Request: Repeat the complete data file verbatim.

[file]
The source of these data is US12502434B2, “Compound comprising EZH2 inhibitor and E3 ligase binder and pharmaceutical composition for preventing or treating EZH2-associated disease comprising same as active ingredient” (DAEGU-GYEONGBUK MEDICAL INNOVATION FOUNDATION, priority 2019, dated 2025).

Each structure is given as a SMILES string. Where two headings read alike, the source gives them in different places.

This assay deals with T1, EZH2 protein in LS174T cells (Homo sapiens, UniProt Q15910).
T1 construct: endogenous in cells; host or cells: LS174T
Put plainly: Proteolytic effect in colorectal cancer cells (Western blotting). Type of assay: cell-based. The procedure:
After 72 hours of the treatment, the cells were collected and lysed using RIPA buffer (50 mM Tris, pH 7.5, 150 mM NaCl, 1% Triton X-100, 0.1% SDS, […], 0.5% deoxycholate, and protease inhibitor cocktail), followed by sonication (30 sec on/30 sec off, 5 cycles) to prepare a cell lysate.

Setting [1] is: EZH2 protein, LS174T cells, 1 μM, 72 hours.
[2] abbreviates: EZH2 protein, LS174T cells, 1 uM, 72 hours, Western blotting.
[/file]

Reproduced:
The source of these data is US12502434B2, “Compound comprising EZH2 inhibitor and E3 ligase binder and pharmaceutical composition for preventing or treating EZH2-associated disease comprising same as active ingredient” (DAEGU-GYEONGBUK MEDICAL INNOVATION FOUNDATION, priority 2019, dated 2025).

Each structure is given as a SMILES string. Where two headings read alike, the source gives them in different places.

This assay deals with T1, EZH2 protein in LS174T cells (Homo sapiens, UniProt Q15910).
T1 construct: endogenous in cells; host or cells: LS174T
Put plainly: Proteolytic effect in colorectal cancer cells (Western blotting). Type of assay: cell-based. The procedure:
After 72 hours of the treatment, the cells were collected and lysed using RIPA buffer (50 mM Tris, pH 7.5, 150 mM NaCl, 1% Triton X-100, 0.1% SDS, […], 0.5% deoxycholate, and protease inhibitor cocktail), followed by sonication (30 sec on/30 sec off, 5 cycles) to prepare a cell lysate.

Setting [1] is: EZH2 protein, LS174T cells, 1 μM, 72 hours.
[2] abbreviates: EZH2 protein, LS174T cells, 1 uM, 72 hours, Western blotting.